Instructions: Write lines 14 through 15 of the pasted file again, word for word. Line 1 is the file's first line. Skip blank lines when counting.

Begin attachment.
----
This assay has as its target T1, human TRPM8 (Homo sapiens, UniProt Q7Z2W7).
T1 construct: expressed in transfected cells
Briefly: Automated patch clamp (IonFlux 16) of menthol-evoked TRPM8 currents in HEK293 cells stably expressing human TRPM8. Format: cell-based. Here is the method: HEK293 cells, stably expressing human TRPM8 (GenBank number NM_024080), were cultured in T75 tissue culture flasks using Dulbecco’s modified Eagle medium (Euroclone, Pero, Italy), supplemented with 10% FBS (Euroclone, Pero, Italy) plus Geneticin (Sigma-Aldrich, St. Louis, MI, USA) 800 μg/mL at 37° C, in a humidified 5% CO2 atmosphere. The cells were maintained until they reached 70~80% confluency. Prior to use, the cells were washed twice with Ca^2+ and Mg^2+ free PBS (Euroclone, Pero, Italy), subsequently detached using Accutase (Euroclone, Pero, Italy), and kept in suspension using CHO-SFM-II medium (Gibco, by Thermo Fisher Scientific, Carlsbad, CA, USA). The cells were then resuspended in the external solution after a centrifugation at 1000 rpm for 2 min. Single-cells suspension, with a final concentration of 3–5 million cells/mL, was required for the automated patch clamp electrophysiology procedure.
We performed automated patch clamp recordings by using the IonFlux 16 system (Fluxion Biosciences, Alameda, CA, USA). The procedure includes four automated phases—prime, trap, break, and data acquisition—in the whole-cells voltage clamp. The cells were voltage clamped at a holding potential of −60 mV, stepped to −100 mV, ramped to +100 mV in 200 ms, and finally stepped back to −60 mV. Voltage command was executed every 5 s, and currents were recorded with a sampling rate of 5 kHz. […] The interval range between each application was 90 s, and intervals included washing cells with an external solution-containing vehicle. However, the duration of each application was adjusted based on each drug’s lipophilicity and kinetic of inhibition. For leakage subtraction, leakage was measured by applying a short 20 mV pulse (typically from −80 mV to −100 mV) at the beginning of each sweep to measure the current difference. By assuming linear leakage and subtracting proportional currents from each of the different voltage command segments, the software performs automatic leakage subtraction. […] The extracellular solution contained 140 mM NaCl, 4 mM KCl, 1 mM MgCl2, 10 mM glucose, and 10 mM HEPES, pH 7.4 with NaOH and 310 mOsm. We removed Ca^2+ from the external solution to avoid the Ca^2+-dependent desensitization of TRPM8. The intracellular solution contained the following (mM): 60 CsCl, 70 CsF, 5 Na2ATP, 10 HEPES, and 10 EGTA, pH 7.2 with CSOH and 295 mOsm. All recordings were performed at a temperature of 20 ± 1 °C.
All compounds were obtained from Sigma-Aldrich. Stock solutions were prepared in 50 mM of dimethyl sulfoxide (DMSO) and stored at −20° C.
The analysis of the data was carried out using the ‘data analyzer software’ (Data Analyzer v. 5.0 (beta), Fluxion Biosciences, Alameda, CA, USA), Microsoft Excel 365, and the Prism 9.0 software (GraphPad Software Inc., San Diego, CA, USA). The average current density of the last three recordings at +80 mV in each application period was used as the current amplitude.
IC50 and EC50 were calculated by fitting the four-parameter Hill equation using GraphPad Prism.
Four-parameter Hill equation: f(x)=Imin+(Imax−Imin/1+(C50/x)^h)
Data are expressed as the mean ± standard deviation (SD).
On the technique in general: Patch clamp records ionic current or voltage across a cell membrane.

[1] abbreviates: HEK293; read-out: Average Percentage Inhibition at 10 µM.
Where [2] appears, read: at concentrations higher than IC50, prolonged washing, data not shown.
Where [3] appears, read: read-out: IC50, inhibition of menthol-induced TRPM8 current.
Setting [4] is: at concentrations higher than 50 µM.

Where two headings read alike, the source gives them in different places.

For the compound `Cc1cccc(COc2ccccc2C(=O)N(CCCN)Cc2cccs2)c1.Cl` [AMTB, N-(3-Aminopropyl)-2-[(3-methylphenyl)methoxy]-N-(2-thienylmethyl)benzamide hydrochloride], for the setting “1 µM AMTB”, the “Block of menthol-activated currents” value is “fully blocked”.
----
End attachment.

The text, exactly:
Setting [4] is: at concentrations higher than 50 µM.

Where two headings read alike, the source gives them in different places.